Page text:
TV | CHANNEL SURF

Searching for a missing father; an unusually gifted detective; CM of the week: Mizuho Bank

by Philip Brasor

Fuji TV’s documentary series, “The Non-Fiction,” celebrates its 20th anniversary this week with a special program, “Watashi wa Dare?” (“Who Am I?”; Sun., 2 p.m.).

John Ho, a successful businessman throughout Southeast Asia and based in Singapore, wrote a letter some time back to the producers of the program, requesting their help in finding out about his father.

Born in 1945 in Malaysia right after the end of World War II, Ho was raised by his single mother who always told him his father was a Chinese expatriate who had left before he was born. But just before she died 30 years ago, she confessed that actually Ho’s father was a Japanese soldier who was ordered to return to Japan just before the end of the war, when she was pregnant with John. It was the last time she saw his father.

Ho has only three clues for Fuji TV to work with: the man’s given name was Kazuo, he was first sent to Malaysia in 1942 and he claimed to be from Osaka.

Tabito Higurashi is an odd detective. Due to a bizarre condition, he has lost all senses except one, his vision. So while he cannot hear, smell, taste or feel, his eyesight overcompensates in amazing ways: He sees things others cannot.

Higurashi (Tori Matsuzaka) is the protagonist of the drama “Shikaku Tantei” (“Eyesight Detective”; Nippon TV, Fri., 9 p.m.), based on a best-selling novel. He and his partner, Yukiji, specialize in missing persons and items. Higurashi also has a young daughter named Tei.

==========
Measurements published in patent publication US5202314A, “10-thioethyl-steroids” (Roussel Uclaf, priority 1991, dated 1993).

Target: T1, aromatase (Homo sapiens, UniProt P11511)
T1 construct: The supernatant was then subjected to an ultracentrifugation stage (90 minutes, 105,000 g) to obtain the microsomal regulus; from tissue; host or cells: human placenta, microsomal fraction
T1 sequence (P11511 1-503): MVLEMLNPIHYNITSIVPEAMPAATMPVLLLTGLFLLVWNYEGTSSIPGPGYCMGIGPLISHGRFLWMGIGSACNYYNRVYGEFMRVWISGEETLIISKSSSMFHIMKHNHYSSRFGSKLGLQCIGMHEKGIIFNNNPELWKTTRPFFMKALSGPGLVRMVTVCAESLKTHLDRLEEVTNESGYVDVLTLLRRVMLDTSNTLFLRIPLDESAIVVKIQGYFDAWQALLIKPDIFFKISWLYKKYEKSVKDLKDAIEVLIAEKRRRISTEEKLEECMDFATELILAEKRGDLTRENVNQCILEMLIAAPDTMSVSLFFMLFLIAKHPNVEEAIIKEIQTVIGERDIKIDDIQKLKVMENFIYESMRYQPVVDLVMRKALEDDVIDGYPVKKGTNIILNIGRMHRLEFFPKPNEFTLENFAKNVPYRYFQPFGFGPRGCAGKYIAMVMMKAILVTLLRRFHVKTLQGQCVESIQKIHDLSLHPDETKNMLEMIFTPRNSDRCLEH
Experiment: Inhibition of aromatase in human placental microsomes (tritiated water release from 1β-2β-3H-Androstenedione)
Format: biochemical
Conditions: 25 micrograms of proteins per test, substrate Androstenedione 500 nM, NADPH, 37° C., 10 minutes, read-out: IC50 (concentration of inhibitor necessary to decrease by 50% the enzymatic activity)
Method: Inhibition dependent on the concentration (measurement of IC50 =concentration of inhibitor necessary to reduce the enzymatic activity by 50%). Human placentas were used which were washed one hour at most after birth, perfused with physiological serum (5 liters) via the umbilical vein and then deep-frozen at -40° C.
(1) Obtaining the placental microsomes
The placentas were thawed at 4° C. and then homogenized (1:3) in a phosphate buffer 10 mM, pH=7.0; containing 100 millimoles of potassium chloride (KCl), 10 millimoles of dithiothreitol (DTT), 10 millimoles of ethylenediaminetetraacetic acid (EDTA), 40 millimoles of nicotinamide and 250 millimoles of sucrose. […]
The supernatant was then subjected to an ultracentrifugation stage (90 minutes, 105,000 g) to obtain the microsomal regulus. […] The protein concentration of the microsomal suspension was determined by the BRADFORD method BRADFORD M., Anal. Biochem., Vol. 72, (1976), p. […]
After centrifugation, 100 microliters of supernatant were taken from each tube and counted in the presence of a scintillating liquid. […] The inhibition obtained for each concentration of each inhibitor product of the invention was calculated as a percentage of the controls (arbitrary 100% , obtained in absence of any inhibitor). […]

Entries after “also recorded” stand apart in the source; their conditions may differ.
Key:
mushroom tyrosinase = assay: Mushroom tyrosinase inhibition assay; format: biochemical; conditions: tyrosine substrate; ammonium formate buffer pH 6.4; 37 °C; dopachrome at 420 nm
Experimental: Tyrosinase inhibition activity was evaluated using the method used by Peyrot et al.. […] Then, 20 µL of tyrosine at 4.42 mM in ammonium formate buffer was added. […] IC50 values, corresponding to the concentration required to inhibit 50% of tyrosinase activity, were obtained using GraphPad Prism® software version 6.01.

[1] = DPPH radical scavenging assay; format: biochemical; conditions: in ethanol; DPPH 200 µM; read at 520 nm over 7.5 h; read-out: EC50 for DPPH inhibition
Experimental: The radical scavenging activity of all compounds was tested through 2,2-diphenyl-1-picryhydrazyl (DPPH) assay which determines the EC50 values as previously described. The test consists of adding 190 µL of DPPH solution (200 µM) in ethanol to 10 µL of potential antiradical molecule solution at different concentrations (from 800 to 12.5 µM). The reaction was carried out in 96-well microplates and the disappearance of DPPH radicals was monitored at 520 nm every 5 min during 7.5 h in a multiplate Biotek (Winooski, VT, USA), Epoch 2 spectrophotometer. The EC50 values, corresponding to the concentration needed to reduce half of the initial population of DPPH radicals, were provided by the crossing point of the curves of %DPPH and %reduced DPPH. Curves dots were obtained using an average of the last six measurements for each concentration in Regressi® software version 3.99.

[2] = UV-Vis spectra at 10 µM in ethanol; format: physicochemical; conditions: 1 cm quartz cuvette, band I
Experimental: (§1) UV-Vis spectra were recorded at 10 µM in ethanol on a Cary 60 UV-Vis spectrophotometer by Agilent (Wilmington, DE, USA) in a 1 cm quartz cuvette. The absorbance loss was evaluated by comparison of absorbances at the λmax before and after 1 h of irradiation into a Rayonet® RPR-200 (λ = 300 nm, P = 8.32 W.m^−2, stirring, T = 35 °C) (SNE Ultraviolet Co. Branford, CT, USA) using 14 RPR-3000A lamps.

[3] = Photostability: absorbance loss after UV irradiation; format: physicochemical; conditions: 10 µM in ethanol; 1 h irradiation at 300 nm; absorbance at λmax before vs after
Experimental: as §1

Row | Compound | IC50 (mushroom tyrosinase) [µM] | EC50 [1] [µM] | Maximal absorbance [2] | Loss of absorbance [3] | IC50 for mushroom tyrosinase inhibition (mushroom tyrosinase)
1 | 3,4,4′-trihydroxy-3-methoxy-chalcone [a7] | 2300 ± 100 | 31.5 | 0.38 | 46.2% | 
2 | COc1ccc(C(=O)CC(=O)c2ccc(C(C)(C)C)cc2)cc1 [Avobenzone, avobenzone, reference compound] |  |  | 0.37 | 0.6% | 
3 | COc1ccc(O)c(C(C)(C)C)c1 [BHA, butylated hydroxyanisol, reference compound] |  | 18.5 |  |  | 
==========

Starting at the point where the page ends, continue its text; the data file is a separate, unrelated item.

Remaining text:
One day, Tei goes missing from her day care center and the teacher, Yoko (Mikako Tabe), goes to Higurashi’s office, where she finds the girl. Higurashi notices that the key chain around Yoko’s waist is missing an ornament, even though Yoko doesn’t. The next day, Higurashi finds the ornament in a nearby park. Yukiji scolds him, saying that he shouldn’t waste his powers on non-paying investigations.

CM of the week: Mizuho Bank

Three young salarymen are sitting in the waiting area of Mizuho Bank looking into the cubicle of the securities adviser, who is a woman. All three seem reluctant to go in until they see a young female customer leave, laughing. One of the young men stands up.

“You’re going in?” his colleague asks him nervously.

“She seems easy to talk to,” he says before entering the booth. Apparently, asking for financial advice is easier than asking for a date.